Twenty years ago, ERCOT created a deregulated energy market that allowed it to skirt requirements to have reserve capacity to meet extraordinary grid demands during heat waves, which Texans would have expected, or the kind of unprecedented cold snap we saw last week. To avoid federal regulation, ERCOT has not expanded its capacity to bring in power from other states. In 2019, CPower, an energy management company declared the wisdom of these decisions: “In the two-plus decades since ERCOT’s formation, naysayers in and out of Texas have been watching the Lone Star State with skeptical eyes, waiting for the perfect storm when a lack of forward-procured capacity proves fatal to grid stability.” Well, that perfect storm just arrived.
When the freeze hit last week, ERCOT decided not to go to the energy spot market (suddenly very expensive) and opted for rolling blackouts instead. But for many, the blackouts didn’t roll. They stayed put, leaving people in the dark for days. ERCOT saved itself a lot of money. Texas residents are paying the in lives lost, injuries, and property damage.
In the last few years, ERCOT’s approach gained praise for passing the “stress test” posed by a 2018 record heat wave. That led the R Street Institute, a free market think tank in Washington, to tout the Texas plan as a national model for “electric reliability and resilience policy consistent with economic principles.” R Street explained that basing “price volatility”on “real-time grid conditions” is not “inherently ‘bad.’” We should just “let markets show their stuff.”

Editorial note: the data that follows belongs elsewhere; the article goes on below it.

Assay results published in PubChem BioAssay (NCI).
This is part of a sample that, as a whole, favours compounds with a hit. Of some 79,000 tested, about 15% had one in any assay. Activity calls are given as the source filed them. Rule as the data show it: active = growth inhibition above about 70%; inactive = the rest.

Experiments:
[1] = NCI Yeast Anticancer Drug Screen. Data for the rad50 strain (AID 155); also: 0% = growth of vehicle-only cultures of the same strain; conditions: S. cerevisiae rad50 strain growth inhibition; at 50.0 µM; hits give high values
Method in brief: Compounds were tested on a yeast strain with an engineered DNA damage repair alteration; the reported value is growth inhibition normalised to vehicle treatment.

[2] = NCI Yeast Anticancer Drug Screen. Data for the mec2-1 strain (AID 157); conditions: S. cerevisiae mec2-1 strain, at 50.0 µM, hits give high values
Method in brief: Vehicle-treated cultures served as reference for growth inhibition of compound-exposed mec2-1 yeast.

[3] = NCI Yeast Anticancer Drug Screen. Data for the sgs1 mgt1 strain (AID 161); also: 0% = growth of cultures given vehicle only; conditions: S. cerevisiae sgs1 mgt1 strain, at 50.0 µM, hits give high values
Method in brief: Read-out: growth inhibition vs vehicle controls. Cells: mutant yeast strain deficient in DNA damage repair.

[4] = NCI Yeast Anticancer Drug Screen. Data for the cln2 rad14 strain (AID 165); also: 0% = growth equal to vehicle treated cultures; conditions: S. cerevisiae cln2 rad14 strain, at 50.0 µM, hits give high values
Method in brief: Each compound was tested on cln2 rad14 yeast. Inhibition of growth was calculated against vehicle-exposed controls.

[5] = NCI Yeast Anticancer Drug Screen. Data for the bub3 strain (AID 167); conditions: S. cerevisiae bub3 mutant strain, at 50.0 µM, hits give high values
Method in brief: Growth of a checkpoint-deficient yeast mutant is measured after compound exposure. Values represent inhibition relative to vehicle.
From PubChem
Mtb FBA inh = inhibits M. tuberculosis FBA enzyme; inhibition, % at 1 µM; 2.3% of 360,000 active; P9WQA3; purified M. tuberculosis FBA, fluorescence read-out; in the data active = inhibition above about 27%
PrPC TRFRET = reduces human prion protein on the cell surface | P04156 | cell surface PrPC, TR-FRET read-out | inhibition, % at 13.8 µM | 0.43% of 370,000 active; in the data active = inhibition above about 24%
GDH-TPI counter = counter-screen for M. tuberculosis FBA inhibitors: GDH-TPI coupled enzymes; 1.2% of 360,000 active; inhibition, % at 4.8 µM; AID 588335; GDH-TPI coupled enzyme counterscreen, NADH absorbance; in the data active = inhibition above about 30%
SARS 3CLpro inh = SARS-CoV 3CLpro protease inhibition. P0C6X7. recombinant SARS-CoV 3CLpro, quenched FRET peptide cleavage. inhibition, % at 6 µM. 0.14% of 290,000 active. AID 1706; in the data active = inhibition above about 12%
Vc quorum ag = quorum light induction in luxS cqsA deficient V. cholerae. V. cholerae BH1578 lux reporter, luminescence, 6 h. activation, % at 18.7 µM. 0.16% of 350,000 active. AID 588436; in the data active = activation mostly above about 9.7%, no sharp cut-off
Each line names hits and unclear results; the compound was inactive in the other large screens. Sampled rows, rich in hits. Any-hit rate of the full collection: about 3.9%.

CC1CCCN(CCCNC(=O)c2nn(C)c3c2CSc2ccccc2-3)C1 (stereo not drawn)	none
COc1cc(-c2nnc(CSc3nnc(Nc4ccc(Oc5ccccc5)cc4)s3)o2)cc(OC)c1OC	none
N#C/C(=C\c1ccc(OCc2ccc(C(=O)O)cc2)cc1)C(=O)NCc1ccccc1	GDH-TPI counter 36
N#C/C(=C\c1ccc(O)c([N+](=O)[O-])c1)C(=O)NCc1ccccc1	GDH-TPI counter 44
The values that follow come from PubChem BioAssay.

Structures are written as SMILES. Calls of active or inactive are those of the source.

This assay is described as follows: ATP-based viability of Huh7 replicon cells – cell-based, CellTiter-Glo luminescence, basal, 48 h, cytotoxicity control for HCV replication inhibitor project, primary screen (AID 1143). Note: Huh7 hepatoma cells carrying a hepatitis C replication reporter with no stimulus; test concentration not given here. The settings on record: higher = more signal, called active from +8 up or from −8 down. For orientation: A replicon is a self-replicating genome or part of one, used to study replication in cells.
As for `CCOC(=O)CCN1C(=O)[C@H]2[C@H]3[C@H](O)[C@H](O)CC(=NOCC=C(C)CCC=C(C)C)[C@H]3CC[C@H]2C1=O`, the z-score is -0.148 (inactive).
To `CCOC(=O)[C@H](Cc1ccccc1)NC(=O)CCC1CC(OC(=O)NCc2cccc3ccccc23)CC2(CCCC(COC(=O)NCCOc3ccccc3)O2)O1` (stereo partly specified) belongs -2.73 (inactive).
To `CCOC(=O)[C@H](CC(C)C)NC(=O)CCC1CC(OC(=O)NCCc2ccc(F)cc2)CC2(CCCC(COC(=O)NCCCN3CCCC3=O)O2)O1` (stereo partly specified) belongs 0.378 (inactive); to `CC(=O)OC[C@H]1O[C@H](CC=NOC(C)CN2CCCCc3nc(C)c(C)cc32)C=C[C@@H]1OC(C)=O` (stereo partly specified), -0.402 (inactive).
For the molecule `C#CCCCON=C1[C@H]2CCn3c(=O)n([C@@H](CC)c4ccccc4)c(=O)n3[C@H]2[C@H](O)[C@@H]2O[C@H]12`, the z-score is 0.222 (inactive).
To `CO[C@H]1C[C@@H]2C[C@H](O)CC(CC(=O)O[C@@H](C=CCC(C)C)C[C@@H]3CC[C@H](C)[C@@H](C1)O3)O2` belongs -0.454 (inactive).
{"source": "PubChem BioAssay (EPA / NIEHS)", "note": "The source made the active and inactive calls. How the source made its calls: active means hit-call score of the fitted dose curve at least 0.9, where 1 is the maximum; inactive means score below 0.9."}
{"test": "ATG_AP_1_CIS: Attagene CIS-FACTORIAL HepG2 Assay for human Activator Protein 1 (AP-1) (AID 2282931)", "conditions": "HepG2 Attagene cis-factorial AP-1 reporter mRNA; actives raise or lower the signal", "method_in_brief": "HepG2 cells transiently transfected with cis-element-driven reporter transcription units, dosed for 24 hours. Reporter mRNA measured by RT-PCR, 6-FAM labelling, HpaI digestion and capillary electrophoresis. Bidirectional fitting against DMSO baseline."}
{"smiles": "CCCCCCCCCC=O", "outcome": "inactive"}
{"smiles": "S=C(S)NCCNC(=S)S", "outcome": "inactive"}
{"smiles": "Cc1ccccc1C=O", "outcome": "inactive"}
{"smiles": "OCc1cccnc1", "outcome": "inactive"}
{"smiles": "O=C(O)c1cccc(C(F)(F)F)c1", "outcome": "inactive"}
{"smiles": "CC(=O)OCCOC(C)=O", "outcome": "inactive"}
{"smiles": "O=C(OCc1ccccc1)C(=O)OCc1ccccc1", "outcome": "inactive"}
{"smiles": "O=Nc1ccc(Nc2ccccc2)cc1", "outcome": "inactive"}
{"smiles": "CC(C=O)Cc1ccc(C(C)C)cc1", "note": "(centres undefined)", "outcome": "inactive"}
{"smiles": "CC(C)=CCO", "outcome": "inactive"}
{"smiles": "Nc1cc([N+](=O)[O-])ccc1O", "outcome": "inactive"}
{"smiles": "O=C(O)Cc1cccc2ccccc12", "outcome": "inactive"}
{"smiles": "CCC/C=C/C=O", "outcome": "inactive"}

But neither markets nor energy policies are class-neutral. Substandard and poorly insulated homes in Texas proved to be especially vulnerable to the cold. Homeless shelters couldn’t help the homeless stay warm without electricity. ERCOT never factored the needs of the most vulnerable into their decisions about maintenance and resilience measures for their grid. ERCOT’s deregulated energy plan banked on taking chances with the lives of those who had the most to lose.
You might think that a widespread power outage would affect everyone. But of course, not everyone is equally empowered to respond. Residents of San Antonio’s oldest and largest public housing complex, built in 1940 as segregated housing for Mexican Americans, Alazán-Apache Courts, felt the cold acutely through the project’s antiquated cinder block construction, but rhey also had few options. Ricardo Cruz, who lives there with his wife and five children between 5 and 13 years old, remarked that “I need to take my kids somewhere to keep warm. I don’t know where.” Meanwhile, his wealthy senator, Ted Cruz, took his family to Cancun. The senator later acknowledge that this was “obviously a mistake.” Actually, it was a clear demonstration of what power and privilege looks like when the lights go out. The real mistake was for someone of Cruz’s class and position to show that power so brazenly.
Texas is poised to lead a long overdue national conversation on energy, but not as its corporate supporters want it to occur. Electric grid reliability and resilience can’t be reduced “fair” market principles that favor the powerful at the expense of the vulnerable. Reliability and resilience must instead be based on principles of justice and fairness, with the needs of the most vulnerable clearly at the core. To create a more just energy future, policies must be class-powered.
Ken Estey, Brooklyn College